How to Mask Videos in VSDC Editing Software

Video masking is an advanced technique used for creating eye-catching effects. Technically, when you apply a mask, you outline an area in the picture you want to modify and work with it independently. If you’ve ever used a graphic editor, you’re surely familiar with the idea.

VSDC Video Editor includes a wide set of tools for creating precise clipping masks, inverted masks, and text masks. In the tutorial below, we’ll show you how to apply an inverted mask. For this scenario, we’ll be pixelating a face of a person as if we needed to hide it from the viewers.

In the second part of this tutorial, we’ll also talk about how to make the mask follow the object’s movements.

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Please note that while VSDC is a free video editor, masking is included in the Pro package available for $19,99 per year. If you just need to quickly blur a face in a video, however, you can do it for free following our instructions.


How to mask a video (pixel masking example)

Once you’ve added a video to the scene, go to the Video Effects tab, select Filters and choose “Pixelize”. Your entire scene will get pixelated, but don’t get confused - it’s a part of the process. Use the Properties window on the right to adjust the pixelation level and set up the intensiveness of the mask.

Next, we’ll need to select a masking area. You can do it using pre-designed mask shapes such as ellipse and rectangle, or you can create a custom shape using a tool called “free shape”. For this example, we’ll be using an ellipse shape to cover a person’s face.

Double-click on the “Pixelize” layer and add an Ellipse object to the scene (go to the left-side menu to find the Ellipse icon). You’ll notice that the area inside the borders of the shape is not pixelated anymore, meanwhile, we need it to be the other way around.

Inverted mask example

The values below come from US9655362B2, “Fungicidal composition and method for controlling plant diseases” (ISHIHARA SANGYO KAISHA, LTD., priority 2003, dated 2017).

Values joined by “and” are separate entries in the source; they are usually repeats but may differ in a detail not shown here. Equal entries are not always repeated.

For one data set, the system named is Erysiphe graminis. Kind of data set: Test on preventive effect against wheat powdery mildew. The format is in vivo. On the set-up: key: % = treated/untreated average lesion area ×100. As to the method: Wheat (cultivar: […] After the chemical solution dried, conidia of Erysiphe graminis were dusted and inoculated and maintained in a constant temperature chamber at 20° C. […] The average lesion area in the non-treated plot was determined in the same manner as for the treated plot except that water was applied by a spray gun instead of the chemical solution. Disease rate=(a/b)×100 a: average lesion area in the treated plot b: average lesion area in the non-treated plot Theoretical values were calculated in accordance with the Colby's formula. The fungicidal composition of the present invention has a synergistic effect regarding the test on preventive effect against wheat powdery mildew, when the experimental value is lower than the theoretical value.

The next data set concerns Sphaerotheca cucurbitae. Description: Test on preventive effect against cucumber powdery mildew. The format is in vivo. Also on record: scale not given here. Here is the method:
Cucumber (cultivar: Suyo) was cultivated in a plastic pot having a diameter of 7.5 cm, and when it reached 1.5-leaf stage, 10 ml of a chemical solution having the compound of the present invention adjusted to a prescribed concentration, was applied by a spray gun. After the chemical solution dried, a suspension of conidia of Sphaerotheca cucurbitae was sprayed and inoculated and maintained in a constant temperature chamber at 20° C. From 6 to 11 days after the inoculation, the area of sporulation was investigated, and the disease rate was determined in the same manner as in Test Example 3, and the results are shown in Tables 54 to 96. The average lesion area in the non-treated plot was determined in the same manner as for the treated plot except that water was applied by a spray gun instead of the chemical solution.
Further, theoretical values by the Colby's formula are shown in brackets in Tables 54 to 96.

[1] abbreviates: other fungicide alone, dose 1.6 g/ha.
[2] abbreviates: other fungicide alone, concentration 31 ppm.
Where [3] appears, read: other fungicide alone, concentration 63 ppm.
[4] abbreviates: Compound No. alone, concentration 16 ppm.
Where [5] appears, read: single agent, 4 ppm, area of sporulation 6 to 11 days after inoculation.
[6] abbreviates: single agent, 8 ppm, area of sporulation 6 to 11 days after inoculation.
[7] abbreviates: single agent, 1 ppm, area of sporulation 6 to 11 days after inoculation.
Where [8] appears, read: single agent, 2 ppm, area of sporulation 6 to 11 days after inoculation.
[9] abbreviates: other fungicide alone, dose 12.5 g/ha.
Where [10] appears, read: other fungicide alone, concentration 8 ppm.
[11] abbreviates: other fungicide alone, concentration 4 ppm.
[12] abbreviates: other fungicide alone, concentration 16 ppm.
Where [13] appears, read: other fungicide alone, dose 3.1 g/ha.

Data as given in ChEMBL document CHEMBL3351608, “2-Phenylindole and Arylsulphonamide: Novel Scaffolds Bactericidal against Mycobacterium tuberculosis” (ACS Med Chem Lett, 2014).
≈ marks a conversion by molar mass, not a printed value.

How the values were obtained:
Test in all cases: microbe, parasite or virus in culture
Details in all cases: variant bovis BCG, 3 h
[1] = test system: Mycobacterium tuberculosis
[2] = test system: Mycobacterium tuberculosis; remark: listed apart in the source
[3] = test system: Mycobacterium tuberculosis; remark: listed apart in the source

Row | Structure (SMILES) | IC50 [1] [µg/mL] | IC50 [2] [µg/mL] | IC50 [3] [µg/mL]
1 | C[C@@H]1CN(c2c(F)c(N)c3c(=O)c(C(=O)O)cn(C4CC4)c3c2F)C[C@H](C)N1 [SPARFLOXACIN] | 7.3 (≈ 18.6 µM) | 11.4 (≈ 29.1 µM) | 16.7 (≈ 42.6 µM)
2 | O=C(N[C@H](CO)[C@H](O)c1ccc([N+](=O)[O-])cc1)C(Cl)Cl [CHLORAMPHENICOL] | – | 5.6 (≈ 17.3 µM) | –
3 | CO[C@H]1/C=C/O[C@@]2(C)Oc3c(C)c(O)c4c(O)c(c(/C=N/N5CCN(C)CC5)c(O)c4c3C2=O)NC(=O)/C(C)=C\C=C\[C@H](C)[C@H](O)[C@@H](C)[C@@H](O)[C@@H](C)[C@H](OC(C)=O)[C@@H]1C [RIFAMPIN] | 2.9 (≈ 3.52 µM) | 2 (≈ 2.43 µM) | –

To do that, apply an Inverted Mask:

  1. Open the Properties window – located on the right. If you don’t see the Properties window, use the right mouse button to click on the Ellipse object on the timeline and select Properties.
  2. Open the Composition mode dropdown menu and select Mask.
  3. Then find Inverted mask and switch its mode from No to Yes.
  4. Once you do that, the face will stay blurred, while the surrounding area will reverse to its original look.

This is it. You’ve just applied a video mask. The same way, you’ll be able to use other effects instead of pixels. The examples are numerous: you can change the color of a certain area in the video, you can cut out an object and replace it, you can create a see-through clipping mask – and much more. Here is a quick link to video masking tutorials on our YouTube channel. Don’t forget to subscribe!

How to make a video mask follow object’s movements

By default, a video mask follows the camera focus and doesn’t move in the scene. In our case, this means if the person moves, they may “lose” the mask. To prevent it, you’ll need to apply motion tracking. This way, the mask will follow the movement of the person and their face will remain hidden.

Here is how to apply motion tracking to the mask:

  1. Go back to the main timeline tab and right-click on the video. From the context menu, select the option “Create a movement map”.
  2. In the pop-up window, the program will indicate where on your PC the movement map will be saved and stored. Just click OK.
  3. Once you do that, the Motion Tracker mode will be activated. How to apply motion tracking to a mask in a video
  4. Place the tracking frame to cover the face completely. Ideally, the red dot should be in the middle of the object you’ll be tracking. Once ready, press Start analysis and watch the software draw the movement map.
  5. Once ready, click Apply editing. In the pop-up window, select Yes to save the changes in the map.
  6. You’ll be brought back to the main timeline tab. Double-click on the video layer, then double-click on the Pixelize filter layer to get to the ellipse shape again.
  7. Double-click on the ellipse shape layer and open the Add object menu at the top. Select Movement -> Movement map. How to create a censorship mask for a moving object
  8. In the pop-up window, confirm that you want to apply the suggested map (if you have several maps on your PC, you’ll have a list to select from).
  9. Adjust the position of the mask if needed and hit Preview to see the result. The pixelated mask should be moving along with the face.

If you’re creating a motion-tracked mask, feel free to consult with the following video tutorial. The sequence of actions in the video is different, but the result is the same. See if it works for you:

Other video editing tutorials you may be interested in:

You can get more information about the program on Free Video Editor description page.